• Visited the Moray Motor Museum, the Macduff Aquarium, Little Treasures Toy Museum, and the Gordon Castle walled gardens – one of the oldest and largest working walled gardens in the UK. On the way home we stopped in at Wynford Farm Park for lunch, a play and to feed the animals.
  • Explored some former railway lines – in Portsoy and the impressive viaducts at Cullen.
  • We had ice creams a couple of times and got fish and chips our last night (as is our tradition – less washing up to do when you have to pack up as well).

Back at home we:

  • Finally picked the veg we had been growing on the window ledge for months, the crop was not impressive!
  • Visited our local transport museum for its special bus event, and again for their steam day.

What I have bought

Cullen had four vintage/antique shops which is a lot considering how small a place it is. I was excited to explore them so made a special return trip on a Thursday when I knew they’d all be open.

I spotted one or two Noddy bits and pieces in them, but my best finds were in the book room of the ‘Antiques and salvage yard’ shop.

I bought the Bom Annual (my first Bom book) for £1 which was an absolute bargain and a the 6th Big Noddy Book for £5. I put back a copy of Mr Pink Whistle’s Party as I already had a copy, even if it wasn’t the soft-cover with the lovely artwork.

Tangentially related to Blyton I also bought a copy of a 1952 guide book for St Andrews as that’s exactly when Julian, David, Sally Darrell and Anatoly were at university.

In another shop I also bought the first Trixie Belden mystery which is a series suggested by Sean who has reviewed some of the Bobbsey Twins mysteries for us.

What has your month looked like?

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Monday #444

This is the first post for October – the month where it gets colder, darker, the clocks go back and where Halloween comes at the end. As of this week I return to my normal hours at work – so I’ll be working more, and doing evenings again. It’ll take a bit of adjusting to as I had gotten used to having my evenings free for the past year and a half!

September round up


Cunningham and Petrov: The Mystery of the Missing Children chapter 24

“It’s expensive,” he said, looking down at his wife. “Two pounds ten shillings a week – and you’ve got to remember that Molly won’t be leaving school and earning money for a while yet.”

Mr Jackson discusses the cost of renting a new house with his wife in The Family at Red Roofs. Money is often a plot in Blyton’s books – often with children raising money for charity, or to buy fireworks as a group etc, or as happens later in this book for the family to survive. But generally it’s small amounts that add up – I can’t think of many times when Blyton has adults discuss their finances. This conversation includes Mr Jackson mentioning the possibility of him getting a raise, and them having to fund the children’s further educations. So it’s all a bit serious and grown-up, but it’s necessary to set the scene for what comes later.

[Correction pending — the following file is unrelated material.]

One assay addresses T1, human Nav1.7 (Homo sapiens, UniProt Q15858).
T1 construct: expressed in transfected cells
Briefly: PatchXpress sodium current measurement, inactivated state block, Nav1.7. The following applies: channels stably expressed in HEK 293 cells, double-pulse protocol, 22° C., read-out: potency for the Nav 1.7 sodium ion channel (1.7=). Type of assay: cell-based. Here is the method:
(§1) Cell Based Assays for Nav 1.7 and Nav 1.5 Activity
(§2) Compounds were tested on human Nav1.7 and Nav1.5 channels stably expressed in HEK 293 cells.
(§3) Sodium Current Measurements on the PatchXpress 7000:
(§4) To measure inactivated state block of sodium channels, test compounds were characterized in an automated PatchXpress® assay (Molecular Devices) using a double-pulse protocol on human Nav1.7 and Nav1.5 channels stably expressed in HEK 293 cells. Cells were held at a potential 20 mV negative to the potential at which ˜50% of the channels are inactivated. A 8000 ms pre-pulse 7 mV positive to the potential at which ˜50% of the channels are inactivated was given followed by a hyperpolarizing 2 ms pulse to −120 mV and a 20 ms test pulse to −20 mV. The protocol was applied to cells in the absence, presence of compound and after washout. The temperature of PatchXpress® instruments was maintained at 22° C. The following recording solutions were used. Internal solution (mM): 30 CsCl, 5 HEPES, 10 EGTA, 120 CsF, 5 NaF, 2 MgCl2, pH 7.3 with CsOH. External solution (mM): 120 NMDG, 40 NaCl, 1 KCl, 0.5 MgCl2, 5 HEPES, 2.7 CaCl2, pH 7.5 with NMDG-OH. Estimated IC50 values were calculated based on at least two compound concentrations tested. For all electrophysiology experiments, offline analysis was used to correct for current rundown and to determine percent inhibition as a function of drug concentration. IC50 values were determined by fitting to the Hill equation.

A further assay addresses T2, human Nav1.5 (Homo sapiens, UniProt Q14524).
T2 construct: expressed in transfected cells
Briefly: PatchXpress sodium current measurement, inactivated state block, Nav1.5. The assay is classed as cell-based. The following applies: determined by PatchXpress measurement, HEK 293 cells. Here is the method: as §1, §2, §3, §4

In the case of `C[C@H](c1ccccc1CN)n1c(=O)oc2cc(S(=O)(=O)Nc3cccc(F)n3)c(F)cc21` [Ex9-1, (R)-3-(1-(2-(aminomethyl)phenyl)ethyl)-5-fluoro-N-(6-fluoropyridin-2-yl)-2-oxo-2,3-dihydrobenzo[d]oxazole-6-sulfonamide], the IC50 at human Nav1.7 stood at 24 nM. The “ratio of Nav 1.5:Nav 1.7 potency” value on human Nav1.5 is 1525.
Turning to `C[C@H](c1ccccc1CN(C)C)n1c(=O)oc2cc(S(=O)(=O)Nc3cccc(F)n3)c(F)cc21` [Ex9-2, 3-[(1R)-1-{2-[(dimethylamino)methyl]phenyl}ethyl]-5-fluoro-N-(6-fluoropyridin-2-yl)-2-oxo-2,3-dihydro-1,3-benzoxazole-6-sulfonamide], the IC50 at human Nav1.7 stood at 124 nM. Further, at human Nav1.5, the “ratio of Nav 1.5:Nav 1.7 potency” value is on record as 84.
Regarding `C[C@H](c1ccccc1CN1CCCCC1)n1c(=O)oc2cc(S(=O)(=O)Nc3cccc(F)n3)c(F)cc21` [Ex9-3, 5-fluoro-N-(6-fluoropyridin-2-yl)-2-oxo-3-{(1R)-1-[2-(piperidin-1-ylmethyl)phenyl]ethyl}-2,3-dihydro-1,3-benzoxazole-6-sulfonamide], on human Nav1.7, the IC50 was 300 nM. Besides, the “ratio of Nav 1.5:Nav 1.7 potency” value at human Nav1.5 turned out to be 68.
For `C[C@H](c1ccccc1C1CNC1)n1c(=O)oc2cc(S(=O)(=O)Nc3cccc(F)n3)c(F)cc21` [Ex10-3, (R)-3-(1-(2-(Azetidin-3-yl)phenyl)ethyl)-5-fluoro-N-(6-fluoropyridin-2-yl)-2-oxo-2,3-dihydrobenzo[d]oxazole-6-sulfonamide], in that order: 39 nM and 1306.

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Cunningham and Petrov: The Mystery of the Missing Children chapter 23

Last time Bill and the children finally made it to the bottom of the ladder. Now, for freedom?

Chapter 23

As they moved Bill said “If only those wretched dogs don’t find us! Philip’s told me about them and how you thought they were wolves. I don’t fancy a pack of Alsatians on my trail, somehow, with Meier and Erlick urging them on!” He hurried the children onwards, though the girls were beginning to stumble through the tunnel in tiredness. Bill didn’t blame them, he could see the light at the end of the tunnel – the dawn was coming.

“Come on,” he said as the children stopped to gaze around in the light of the new day. “I left Philip and Johns by the stream – where you left Dapple.” He kept up a light chatter as they moved down towards the lush green valley below, telling them how they had taken Dapple home on their first expedition. “He thinks we’re coming through the air of course,” he added, going on to tell them about landing the helicopter in the dark.

“Philip will be looking out for us by that light, then?” Lucy-Ann asked him. “Not by the stream?”

Bill was grateful that he could answer her with a “No. I told him not to, in case anyone was roaming about there, saw the light and spotted him and Johns,” he explained. A wise move, as it had turned out.

They easily made it to the meeting place, and were overjoyed that on the way there, Kiki appeared. Jack was ecstatic and so glad to have his beloved bird back that he couldn’t speak and just scratched her head lovingly as Kiki rubbed herself against him and repeated back his little loving noises. “Oh, good! Oh Jack! Dear old Kiki, isn’t it lovely to have her again. It’s been awful without you Kiki,” Lucy-Ann spoke for them all, glad that Kiki was back in one piece where she belonged.